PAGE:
The Opera Lover Declaring Opera Alive and Well in America UCSC Review Summer-Fall 1994
Historian John Dizikes still marvels at the American reluctance to recognize Broadway musicals for what they are: opera.
"Americans are really embarrassed to call something opera. It's all part of our Anglo-American tradition of being poker-faced and undemonstrative," says Dizikes, cracking a smile. "Opera is an excessive art full of broad expression. American culture prizes the ordinary, the matter of fact."
So Dizikes knew he was going out on a limb in his new book when he broadened the definition of opera to include musicals produced in New York during the 1940s and 1950s, such as "South Pacific," "Oklahoma," and "West Side Story." He braced for heavy criticism. He needn't have worried.
Instead of criticism, his new book "Opera in America: A Cultural History" has delighted readers and won rave reviews. Dizikes received the coveted National Book Critics Circle award for criticism, and his book was named a Notable Book of the Year by the New York Times Book Review. Already in its second printing, "Opera in America" reads like a love letter written by a man who wants to share his appreciation of opera with fans and skeptics alike.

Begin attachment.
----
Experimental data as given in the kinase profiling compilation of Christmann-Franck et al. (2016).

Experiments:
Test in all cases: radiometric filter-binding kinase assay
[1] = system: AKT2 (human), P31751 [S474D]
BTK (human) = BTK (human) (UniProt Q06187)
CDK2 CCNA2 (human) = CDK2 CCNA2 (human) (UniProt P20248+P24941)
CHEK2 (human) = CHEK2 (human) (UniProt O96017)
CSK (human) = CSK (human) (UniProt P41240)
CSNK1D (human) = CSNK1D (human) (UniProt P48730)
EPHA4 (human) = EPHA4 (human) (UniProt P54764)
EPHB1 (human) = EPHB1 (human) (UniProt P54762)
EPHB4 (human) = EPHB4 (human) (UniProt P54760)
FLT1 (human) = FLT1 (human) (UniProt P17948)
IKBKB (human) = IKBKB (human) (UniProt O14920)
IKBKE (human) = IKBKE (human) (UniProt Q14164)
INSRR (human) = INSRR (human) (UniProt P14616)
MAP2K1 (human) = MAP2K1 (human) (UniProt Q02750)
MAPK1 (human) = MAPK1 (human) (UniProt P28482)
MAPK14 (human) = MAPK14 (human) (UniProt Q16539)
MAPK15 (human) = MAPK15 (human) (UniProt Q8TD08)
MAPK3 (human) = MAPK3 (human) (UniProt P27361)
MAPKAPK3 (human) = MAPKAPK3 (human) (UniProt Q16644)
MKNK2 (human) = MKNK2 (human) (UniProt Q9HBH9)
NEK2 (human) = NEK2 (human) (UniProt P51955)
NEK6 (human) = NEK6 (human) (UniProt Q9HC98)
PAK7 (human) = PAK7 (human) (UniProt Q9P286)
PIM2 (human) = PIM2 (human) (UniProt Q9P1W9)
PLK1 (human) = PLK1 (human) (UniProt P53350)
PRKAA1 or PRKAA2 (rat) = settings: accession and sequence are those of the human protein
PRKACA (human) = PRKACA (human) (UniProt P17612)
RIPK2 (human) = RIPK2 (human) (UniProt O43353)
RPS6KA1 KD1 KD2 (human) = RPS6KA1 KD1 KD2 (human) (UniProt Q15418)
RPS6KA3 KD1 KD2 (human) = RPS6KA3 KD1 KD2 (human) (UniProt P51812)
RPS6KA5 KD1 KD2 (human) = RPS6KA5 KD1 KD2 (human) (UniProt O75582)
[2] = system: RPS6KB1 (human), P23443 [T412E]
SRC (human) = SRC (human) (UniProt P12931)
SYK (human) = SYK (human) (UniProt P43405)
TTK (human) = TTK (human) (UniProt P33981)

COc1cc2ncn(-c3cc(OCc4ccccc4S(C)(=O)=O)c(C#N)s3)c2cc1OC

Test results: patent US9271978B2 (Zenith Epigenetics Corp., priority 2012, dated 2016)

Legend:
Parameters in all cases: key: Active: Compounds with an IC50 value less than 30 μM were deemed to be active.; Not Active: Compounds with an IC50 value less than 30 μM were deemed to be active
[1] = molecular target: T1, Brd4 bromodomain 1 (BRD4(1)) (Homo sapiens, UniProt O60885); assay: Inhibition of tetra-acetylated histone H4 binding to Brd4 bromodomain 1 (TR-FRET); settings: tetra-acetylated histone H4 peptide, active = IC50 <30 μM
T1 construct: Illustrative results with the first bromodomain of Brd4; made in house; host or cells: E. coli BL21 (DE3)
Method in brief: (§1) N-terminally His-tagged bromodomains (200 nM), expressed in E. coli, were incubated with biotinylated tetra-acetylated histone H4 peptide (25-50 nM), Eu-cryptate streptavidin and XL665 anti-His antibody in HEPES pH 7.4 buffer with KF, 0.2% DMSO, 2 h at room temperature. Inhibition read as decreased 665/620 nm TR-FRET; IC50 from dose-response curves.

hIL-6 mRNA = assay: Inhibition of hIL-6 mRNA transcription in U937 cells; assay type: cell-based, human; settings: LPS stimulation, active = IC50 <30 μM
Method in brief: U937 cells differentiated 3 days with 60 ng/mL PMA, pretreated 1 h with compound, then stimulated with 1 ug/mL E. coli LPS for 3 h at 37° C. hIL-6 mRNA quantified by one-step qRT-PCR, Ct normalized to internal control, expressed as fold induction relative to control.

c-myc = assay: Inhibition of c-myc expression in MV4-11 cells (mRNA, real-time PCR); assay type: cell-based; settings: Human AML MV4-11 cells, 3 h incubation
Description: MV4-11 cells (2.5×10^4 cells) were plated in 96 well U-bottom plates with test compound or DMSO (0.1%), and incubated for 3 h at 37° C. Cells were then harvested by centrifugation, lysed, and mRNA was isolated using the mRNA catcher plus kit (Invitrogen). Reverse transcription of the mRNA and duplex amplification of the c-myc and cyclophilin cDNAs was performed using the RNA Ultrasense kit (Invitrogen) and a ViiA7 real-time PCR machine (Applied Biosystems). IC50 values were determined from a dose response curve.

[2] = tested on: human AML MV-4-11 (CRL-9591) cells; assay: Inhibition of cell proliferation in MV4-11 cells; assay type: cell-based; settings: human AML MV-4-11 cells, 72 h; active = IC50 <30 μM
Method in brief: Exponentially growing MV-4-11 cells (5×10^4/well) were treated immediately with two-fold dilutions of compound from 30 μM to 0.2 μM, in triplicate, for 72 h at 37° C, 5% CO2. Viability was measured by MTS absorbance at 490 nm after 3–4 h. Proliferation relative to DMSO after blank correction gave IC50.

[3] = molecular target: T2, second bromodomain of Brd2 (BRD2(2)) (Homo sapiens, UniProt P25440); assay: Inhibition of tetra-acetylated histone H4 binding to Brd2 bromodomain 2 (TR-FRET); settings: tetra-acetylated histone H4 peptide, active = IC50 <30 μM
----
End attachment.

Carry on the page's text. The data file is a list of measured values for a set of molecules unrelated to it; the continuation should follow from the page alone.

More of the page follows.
Dizikes has been an opera buff since he heard his first performance at the age of fourteen, a Metropolitan Opera broadcast of Rigoletto. A professor of American studies, he spent twelve years writing "Opera in America," and the result is a sweeping cultural history of musical theater in the United States. His definition of opera as any dramatic story with music goes beyond the popular notion of "grand opera" to include the emergence of the unique form known as Broadway musicals.
"What I call New York opera is a distinctive form of light opera that appeared between 1940 and 1960. It's a great achievement that should be considered part of the operatic tradition, just as we have Viennese opera and Paris opera," says Dizikes, whose appreciation of New York opera is not diminished by the fact that the era came to an end. "All arts have moments when styles crystallize, when creators and audiences come together and something happens. They don't last forever--five, ten, fifteen, or twenty years, and then it disappears. And that's when we can see it--what a brilliant period it was, what style it had. It can't be recreated."
Far from a stuffy tome, "Opera in America" conveys the passion Dizikes feels for opera. He traces the American influence on opera since its arrival in 1735 from Europe by telling the stories of people, places, and performances. Dizikes deliberately chose an informal conversational tone, and the result is prose that sustains the reader through 560 pages of the triumphs and disappointments that make opera a compelling window through which to view American history.
"I tried to write a story--not an encyclopedia or an analysis-- and I tried to tell it in a way that would keep people reading. I tried to create suspense," says Dizikes, who celebrates the famous as well as the behind-the-scenes people involved in opera.